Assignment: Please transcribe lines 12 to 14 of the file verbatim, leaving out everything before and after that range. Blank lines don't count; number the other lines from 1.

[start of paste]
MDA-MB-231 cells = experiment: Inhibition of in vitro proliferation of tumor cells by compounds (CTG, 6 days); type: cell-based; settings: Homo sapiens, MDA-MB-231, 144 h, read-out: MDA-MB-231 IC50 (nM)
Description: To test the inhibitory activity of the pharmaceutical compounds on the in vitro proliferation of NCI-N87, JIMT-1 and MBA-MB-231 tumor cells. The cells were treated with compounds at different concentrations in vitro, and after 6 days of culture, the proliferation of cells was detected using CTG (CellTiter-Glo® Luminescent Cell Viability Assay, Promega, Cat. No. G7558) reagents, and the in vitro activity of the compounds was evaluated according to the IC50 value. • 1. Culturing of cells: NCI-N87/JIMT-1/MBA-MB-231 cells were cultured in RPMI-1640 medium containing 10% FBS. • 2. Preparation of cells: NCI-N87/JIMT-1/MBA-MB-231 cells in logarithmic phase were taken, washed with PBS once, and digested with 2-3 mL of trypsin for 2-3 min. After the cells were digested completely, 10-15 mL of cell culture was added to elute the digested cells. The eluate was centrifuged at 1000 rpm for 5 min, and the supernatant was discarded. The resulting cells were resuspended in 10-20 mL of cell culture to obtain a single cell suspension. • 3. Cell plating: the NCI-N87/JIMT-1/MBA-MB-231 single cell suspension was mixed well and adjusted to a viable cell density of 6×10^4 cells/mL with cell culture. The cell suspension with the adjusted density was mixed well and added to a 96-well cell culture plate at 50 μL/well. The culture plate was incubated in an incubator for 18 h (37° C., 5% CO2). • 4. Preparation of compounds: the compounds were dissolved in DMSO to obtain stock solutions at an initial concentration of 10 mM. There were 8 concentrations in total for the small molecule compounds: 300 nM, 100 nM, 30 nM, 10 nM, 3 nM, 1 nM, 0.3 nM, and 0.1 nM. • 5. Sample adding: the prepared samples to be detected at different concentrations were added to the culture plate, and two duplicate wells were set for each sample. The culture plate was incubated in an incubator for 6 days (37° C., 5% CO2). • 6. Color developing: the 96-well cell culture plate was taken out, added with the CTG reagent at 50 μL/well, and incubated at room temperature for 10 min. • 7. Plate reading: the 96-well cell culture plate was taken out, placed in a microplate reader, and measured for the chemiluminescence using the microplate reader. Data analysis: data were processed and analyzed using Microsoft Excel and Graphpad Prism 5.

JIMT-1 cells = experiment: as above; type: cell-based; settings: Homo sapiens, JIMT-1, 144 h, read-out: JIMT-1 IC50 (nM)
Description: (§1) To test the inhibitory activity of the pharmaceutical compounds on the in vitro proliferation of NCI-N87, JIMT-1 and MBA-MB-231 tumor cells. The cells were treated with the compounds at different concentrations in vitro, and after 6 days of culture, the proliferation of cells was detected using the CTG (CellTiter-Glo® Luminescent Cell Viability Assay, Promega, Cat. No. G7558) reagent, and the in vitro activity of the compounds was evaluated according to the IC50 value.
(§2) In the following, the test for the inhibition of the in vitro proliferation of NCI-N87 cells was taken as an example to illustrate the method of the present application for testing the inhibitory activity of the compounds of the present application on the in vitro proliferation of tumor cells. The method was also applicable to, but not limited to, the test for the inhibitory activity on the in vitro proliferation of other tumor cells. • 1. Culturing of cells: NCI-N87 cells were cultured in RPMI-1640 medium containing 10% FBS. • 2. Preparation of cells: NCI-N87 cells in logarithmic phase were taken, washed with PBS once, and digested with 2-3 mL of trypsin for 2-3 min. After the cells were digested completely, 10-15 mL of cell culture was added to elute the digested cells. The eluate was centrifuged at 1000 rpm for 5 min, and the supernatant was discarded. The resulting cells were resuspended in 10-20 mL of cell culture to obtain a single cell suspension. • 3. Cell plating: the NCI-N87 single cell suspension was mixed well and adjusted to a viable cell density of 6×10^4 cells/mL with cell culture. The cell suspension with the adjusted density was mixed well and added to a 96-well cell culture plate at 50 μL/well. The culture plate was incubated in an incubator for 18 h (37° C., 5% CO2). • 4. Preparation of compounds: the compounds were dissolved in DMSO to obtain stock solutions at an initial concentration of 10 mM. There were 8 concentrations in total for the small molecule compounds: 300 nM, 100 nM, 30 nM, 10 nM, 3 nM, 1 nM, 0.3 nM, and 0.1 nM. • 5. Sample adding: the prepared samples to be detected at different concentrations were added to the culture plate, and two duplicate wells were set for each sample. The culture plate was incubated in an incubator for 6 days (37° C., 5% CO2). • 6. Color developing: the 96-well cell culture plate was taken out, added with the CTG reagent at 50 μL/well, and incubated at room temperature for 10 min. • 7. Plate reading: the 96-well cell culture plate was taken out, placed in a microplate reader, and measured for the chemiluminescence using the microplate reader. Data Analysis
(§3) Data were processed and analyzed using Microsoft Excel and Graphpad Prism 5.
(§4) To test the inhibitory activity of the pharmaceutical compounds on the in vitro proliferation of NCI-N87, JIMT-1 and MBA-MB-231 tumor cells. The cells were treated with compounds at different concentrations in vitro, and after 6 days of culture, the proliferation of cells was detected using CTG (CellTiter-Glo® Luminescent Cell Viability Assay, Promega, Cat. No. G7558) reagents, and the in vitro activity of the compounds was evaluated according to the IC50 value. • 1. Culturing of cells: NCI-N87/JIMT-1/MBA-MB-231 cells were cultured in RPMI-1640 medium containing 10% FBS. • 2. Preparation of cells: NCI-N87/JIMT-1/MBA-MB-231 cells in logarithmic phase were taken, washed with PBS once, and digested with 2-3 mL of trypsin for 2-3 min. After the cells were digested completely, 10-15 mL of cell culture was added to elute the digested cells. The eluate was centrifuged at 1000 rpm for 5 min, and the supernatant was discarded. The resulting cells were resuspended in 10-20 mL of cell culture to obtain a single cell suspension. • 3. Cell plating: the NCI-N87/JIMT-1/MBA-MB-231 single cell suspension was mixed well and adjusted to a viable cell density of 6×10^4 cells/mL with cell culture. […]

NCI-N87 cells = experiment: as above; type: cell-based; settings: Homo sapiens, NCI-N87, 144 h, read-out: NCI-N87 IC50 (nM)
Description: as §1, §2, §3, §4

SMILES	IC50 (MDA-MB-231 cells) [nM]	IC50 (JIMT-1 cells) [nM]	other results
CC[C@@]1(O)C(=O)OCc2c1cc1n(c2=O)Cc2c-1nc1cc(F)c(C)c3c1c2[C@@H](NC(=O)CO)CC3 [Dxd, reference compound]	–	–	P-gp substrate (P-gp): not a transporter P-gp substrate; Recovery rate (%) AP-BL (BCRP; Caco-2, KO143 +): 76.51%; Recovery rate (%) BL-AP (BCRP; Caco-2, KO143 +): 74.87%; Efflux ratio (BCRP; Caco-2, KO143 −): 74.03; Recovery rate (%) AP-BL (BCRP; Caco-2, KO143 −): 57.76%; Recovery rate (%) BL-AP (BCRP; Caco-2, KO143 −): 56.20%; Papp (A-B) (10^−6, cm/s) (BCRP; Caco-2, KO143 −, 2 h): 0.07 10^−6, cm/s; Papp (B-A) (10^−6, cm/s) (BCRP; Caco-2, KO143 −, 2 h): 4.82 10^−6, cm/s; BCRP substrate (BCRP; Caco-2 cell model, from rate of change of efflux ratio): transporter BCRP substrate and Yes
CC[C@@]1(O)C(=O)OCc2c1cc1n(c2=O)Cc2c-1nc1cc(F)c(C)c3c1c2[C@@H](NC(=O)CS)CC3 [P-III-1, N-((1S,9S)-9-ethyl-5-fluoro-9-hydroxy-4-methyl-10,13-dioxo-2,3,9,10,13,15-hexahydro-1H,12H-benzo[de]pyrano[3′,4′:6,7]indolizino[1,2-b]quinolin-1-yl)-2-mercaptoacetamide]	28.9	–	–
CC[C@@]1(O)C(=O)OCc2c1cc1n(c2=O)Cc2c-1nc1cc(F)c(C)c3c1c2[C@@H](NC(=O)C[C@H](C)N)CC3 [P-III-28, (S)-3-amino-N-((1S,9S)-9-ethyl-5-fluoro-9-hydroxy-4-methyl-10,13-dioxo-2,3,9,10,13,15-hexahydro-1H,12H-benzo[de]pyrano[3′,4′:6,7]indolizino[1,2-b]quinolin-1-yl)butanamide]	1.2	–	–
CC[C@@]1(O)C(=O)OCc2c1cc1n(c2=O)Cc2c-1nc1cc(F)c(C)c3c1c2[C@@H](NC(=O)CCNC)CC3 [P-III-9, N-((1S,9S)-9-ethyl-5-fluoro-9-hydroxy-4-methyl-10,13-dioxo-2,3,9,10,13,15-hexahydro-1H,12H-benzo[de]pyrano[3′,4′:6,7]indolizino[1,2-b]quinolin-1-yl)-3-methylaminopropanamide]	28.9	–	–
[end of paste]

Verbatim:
CC[C@@]1(O)C(=O)OCc2c1cc1n(c2=O)Cc2c-1nc1cc(F)c(C)c3c1c2[C@@H](NC(=O)CS)CC3 [P-III-1, N-((1S,9S)-9-ethyl-5-fluoro-9-hydroxy-4-methyl-10,13-dioxo-2,3,9,10,13,15-hexahydro-1H,12H-benzo[de]pyrano[3′,4′:6,7]indolizino[1,2-b]quinolin-1-yl)-2-mercaptoacetamide]	28.9	–	–
CC[C@@]1(O)C(=O)OCc2c1cc1n(c2=O)Cc2c-1nc1cc(F)c(C)c3c1c2[C@@H](NC(=O)C[C@H](C)N)CC3 [P-III-28, (S)-3-amino-N-((1S,9S)-9-ethyl-5-fluoro-9-hydroxy-4-methyl-10,13-dioxo-2,3,9,10,13,15-hexahydro-1H,12H-benzo[de]pyrano[3′,4′:6,7]indolizino[1,2-b]quinolin-1-yl)butanamide]	1.2	–	–
CC[C@@]1(O)C(=O)OCc2c1cc1n(c2=O)Cc2c-1nc1cc(F)c(C)c3c1c2[C@@H](NC(=O)CCNC)CC3 [P-III-9, N-((1S,9S)-9-ethyl-5-fluoro-9-hydroxy-4-methyl-10,13-dioxo-2,3,9,10,13,15-hexahydro-1H,12H-benzo[de]pyrano[3′,4′:6,7]indolizino[1,2-b]quinolin-1-yl)-3-methylaminopropanamide]	28.9	–	–